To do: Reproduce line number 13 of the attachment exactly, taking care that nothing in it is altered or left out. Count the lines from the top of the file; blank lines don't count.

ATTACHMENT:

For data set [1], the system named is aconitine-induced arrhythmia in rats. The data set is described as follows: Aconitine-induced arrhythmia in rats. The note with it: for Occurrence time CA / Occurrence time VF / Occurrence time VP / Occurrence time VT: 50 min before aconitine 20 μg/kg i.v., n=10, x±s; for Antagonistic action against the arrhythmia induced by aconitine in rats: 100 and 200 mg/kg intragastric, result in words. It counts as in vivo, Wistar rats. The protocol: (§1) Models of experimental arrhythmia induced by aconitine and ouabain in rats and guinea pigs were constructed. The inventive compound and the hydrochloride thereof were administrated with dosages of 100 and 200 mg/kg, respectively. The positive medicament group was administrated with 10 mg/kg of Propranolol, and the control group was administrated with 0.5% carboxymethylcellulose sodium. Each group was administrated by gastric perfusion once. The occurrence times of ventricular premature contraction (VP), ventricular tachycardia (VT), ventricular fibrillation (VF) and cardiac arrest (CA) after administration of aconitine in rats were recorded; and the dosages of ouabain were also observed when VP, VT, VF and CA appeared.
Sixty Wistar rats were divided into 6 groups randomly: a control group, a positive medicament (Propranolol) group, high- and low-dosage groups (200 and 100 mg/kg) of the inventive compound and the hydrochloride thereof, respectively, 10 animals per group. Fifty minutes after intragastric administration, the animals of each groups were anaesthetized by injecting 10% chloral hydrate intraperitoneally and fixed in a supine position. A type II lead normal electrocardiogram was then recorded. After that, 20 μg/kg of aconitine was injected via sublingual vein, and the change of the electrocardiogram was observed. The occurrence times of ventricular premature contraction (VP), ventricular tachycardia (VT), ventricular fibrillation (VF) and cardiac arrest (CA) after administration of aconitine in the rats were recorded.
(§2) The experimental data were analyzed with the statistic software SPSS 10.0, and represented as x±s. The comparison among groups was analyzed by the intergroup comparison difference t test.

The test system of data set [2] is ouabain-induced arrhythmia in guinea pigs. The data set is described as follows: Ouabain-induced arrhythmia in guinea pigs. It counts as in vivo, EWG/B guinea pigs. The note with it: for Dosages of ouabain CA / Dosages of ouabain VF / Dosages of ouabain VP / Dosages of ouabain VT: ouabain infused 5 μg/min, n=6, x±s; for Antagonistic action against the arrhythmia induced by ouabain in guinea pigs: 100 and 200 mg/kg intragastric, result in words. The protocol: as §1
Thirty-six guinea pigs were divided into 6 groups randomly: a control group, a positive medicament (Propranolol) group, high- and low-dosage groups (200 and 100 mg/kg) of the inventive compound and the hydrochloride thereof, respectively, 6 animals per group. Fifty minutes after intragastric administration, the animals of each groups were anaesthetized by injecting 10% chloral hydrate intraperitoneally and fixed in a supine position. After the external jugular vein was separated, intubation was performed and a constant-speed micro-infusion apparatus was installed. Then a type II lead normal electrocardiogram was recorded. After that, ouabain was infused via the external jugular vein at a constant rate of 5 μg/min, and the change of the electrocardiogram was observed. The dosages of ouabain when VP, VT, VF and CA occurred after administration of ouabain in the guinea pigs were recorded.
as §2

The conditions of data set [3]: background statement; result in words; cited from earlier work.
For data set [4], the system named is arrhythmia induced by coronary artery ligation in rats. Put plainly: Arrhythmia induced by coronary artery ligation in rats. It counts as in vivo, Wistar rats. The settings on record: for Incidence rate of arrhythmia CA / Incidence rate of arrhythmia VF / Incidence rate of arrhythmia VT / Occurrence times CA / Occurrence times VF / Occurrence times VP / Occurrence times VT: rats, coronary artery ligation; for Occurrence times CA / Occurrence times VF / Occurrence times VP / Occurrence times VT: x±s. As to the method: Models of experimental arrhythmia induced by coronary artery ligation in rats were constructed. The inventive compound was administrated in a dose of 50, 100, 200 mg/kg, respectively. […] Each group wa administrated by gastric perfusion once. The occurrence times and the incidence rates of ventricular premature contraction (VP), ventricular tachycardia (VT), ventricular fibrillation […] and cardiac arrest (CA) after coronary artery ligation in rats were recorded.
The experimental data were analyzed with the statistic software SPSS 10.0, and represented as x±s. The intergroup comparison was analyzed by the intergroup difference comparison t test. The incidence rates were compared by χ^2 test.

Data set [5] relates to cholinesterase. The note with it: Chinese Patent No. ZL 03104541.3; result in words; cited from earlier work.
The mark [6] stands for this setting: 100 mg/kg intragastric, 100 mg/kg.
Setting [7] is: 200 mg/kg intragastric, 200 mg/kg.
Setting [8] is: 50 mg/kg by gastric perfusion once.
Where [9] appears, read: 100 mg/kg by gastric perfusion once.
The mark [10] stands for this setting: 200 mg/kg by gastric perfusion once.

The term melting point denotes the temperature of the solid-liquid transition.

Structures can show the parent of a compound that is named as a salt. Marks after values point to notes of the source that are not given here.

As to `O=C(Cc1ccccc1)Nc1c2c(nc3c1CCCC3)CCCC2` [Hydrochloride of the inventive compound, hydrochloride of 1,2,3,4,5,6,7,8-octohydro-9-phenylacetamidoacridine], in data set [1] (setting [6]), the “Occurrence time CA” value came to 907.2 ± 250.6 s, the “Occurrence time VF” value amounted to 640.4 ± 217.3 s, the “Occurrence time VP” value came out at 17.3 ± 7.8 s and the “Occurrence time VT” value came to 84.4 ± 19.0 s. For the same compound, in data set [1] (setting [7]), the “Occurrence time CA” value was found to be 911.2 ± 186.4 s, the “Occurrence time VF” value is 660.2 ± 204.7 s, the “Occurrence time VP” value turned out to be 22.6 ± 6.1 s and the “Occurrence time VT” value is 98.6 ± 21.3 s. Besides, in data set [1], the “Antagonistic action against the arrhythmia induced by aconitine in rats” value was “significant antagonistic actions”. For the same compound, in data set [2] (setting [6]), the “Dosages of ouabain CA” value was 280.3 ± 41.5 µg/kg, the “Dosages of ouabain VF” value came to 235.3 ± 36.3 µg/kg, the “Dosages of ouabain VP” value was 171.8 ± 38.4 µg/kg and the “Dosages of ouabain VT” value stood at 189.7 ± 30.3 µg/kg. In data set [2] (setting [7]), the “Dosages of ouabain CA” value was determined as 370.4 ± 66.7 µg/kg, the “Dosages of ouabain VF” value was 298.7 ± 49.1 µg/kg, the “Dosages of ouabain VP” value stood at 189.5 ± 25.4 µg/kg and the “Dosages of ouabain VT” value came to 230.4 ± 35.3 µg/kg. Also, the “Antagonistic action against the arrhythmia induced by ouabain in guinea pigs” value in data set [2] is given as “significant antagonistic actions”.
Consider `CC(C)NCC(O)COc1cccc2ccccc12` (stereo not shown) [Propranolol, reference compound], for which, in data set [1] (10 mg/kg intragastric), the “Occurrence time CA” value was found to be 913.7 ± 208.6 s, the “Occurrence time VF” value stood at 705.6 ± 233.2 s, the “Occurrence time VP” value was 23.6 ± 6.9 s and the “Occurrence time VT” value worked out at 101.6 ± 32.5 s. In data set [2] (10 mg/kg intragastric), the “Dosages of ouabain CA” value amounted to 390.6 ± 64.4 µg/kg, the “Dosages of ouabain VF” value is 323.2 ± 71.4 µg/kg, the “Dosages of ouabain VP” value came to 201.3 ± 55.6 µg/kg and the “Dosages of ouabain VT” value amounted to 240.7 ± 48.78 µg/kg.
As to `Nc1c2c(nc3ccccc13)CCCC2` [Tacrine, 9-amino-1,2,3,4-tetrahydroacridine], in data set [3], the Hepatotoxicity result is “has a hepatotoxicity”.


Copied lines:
Setting [8] is: 50 mg/kg by gastric perfusion once.